I've got a rails application built for schools. The users in the system are parents who track their childrens’ activities (aka family members or just members). Teachers are also users and can log in to participate in activities. The Member model is the place that the application uses to find participants. So that teachers can be found they are added to the Member model and for the same reason, parents are added as well.
A teacher added to this application would have one record in each table user, user_member, and member. A record in user to allow him to login, 1 record in member so he can be searchable, and 1 in user_member to make the association. In this case finding a user’s own member record is trivial. But if I were a parent with a login and 2 children in the system, James and Brian, one would find 3 records in the Members table, one for James, one for Brian and one for myself. I need to know which member record is mine, not James or Brian.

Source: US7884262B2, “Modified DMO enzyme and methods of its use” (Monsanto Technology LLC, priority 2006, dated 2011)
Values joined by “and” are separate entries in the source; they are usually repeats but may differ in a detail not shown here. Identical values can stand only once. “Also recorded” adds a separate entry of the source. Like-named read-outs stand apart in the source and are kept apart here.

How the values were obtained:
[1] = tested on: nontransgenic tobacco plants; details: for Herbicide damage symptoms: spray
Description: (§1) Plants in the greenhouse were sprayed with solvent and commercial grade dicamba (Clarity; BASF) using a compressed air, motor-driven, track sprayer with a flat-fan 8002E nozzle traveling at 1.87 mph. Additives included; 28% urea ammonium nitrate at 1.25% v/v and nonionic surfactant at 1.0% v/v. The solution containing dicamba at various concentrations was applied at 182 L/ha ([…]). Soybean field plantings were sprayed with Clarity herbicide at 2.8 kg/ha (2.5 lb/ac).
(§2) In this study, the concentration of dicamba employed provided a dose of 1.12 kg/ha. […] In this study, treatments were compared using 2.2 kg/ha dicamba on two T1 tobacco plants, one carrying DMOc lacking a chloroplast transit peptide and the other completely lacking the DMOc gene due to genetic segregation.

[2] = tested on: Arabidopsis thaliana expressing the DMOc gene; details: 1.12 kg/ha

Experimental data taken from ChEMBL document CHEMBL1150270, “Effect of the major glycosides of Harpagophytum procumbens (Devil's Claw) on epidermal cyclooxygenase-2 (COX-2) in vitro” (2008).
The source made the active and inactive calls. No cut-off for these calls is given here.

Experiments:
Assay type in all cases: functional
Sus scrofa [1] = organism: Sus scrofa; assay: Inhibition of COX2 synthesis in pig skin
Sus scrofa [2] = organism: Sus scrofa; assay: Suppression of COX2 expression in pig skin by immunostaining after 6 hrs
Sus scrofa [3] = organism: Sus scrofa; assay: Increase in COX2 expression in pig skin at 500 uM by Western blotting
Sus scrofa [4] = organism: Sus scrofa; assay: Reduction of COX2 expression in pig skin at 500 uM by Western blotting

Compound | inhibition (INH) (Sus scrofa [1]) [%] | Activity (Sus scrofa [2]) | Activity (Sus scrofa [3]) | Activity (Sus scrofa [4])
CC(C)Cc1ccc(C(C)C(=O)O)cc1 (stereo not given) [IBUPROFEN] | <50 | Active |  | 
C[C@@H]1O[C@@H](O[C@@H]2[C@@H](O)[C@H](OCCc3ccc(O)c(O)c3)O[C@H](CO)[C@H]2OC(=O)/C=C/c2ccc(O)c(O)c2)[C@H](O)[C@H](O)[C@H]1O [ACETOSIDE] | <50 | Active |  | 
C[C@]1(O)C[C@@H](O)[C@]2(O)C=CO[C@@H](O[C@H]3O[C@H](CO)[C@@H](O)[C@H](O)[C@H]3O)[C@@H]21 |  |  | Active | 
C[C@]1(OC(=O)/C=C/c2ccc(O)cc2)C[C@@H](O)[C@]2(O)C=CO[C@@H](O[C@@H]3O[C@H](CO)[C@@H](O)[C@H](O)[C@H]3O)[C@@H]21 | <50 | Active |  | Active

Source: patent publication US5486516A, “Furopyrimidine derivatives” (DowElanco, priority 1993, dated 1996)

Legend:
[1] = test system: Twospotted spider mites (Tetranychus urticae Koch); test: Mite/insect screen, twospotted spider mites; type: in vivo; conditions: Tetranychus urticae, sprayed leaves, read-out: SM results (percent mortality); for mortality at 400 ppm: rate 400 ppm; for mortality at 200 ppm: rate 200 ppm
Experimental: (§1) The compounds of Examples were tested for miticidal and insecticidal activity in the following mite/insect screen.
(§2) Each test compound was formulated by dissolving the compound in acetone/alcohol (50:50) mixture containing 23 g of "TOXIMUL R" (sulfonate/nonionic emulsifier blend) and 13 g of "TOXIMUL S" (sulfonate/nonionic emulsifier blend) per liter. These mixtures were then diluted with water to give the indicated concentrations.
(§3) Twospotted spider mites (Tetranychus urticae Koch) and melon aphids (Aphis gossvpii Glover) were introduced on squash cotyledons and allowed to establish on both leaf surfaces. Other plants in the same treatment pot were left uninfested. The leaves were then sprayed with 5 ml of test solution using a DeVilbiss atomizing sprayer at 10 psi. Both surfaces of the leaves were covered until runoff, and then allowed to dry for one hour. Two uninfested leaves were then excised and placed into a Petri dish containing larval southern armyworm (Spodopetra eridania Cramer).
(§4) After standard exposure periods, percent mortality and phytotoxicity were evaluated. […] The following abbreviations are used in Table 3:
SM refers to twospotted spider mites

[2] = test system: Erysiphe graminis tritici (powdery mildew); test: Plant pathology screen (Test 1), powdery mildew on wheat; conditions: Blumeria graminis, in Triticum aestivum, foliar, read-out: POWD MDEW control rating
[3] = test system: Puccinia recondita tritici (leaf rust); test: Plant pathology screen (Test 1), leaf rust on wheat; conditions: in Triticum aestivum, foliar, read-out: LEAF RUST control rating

What’s the best way to model this? I’ve considered two options 1) there’s a foreign key in the user table that points to a user’s own member_id OR 2) the user_members table has a boolean called ‘own_member’ which indicates this user_id’s member_id is the member record for the user. Is there one that would be preferable? One more rails like? And how would I make the call build/create the associations?
The current relationships are modeled like this:
class User < ActiveRecord::Base has_many :user_members has_many :members, :through => :user_members end class UserMember < ActiveRecord::Base belongs_to :user belongs_to :member end class Member < ActiveRecord::Base has_many :user_members has_many :user, :through => :user_members end